Adaptable service utility agent

With a limited human resources in operation control, companies that provide services to large number of customers will not be able to service all requests in a reasonable way. Video-on-demand delivery falls into this category. There are many customers using the services at the same time. Many of them will report problems that require operator's attention. It will not be possible to send technicians to all customers due to the large numbers and distance (for example, video can be delivered by satellites). Many of the requests will have similar nature, so it is reasonable to look for an automation of some of them. A service utility agent that uses a learning algorithm can provide a solution. A Neurosolver can be used as the learning component. which can acquire expertise from operators. If a problem is reported for the first time, the operator sends a mobile agent to perform the task. The agent is controlled remotely. Next time a similar problem is reported, the agent will attempt to resolve it without human intervention. Only if new conditions are perceived that make it impossible will the operator be contacted. The agent then can learn new skills from observing the actions of the operator. With time, a library of agents can be built, which will provide service for most common problems.

Automatic setup of ATM PVC's

Setting up a PVC in an ATM network involves several parties: the endpoint switches (the users of the PVC) and the provider of the connecting route (usually, an operating company). Very often, the manager has to deal with heterogeneous equipment and multiple APIs. Setting up a PVC between a Newbridge switch at the Carleton University and a FORE switch at NRC took several phone calls and a lot of time. A specialized mobile agent can perform the same task automatically. The agent visits the involved parties and communicates with them through their VMCs, which understand a common ontology. The ontology is a generalization of the schema that are used for several vendors including Newbridge, FORE, Cisco and Nortel.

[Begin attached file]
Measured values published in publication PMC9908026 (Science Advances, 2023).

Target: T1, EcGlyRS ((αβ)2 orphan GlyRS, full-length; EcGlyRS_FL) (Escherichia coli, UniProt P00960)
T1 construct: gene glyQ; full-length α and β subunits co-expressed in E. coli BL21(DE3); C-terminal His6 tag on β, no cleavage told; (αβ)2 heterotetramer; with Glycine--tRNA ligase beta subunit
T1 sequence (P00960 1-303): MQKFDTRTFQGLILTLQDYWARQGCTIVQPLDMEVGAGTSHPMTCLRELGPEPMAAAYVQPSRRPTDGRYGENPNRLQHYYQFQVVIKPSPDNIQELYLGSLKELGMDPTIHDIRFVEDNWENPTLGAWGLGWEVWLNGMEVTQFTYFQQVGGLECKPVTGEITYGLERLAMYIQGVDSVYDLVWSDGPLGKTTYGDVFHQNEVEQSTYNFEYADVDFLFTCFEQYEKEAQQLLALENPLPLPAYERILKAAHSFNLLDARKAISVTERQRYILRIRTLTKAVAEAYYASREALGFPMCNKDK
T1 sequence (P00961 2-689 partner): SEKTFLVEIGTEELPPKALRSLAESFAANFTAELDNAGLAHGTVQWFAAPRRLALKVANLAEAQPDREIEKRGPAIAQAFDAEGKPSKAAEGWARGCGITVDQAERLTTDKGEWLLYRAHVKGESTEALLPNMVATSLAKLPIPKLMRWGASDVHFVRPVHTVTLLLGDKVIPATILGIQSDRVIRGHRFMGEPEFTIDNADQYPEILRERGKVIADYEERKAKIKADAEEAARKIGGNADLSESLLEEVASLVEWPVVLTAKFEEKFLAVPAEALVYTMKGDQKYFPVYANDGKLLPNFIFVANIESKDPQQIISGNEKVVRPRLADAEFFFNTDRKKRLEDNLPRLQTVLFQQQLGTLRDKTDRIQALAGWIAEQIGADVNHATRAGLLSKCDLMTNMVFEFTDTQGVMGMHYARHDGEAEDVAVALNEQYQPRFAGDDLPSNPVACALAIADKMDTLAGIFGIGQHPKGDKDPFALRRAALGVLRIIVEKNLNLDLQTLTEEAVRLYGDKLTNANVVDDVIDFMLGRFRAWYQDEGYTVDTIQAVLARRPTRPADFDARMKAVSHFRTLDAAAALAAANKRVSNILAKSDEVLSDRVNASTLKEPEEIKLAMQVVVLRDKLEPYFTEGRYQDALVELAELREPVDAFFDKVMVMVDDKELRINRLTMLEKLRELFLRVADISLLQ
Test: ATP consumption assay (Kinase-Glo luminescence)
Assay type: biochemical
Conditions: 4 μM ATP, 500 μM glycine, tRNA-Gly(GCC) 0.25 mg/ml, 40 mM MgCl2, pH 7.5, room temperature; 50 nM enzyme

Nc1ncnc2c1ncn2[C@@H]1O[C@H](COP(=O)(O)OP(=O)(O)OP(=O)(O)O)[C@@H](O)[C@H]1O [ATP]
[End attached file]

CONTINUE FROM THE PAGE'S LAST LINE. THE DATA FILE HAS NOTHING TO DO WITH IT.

agent  a general term for any autonomous entity; the term is overused 
in the Network Management context, agents are used by the network managers to obtain data about the network and its components 
mobile code  code that can be transferred between distant locations 
code extension  mobile code that is sent to a remote location to extend  the capabilities of the receiving entity 
extlet  an uploadeable or downloadable code extension that expands the receiving party, but does not extend its interface protocol 
netlet  persistent mobile code that migrates between network elements and executes on each of them; it is thought to never terminate 
deglet  mobile code sent to a remote location with a certain task to perform; the name comes from delegation of authority; it terminates after achieving its goal 
servlet  an uploadeable code extension that expands the capabilities of a remote server by extending its interface protocol 
applet  mobile code that represents a downloadable application 
piglet  mobile code that has been intercepted and maliciously altered 
extensible agent  agent that can be extended; for example, SNMP agents can be extended through DPI; Java agents can be extended by downloading new classes 
plug-and-play network  network that is a self-configuring and self-reconfiguring and immune to faults through self-recovery 
MCD  Mobile Code Daemon; a process running inside a JVM which receives, transmits and manages chunks of mobile code 
NC  Network Component 
MR  Managed Resource 
SNC  Simulated Network Component 
VMC  Virtual Managed Component is an object that provides a link to the Managed Resources on the hosting system; VMCs are provided by system vendors; vendors implement VMCs by subclassing from VMC abstract class
VMC abstract class  Virtual Managed Component abstract class is a prototype for VMCs; it enforces the use of VMCI by every VMC
VMCI  Virtual Managed Component Interface is a standard way of communicating with the hosting system; every VE has to implement VMCI; in java it is enforced in the VMC abstract class
SNMP VMC  a quasi-VMC that can talk DPI to an SNMP agent; it provides the same functionality as a VMC, but uses the legacy system until a native VMC is provided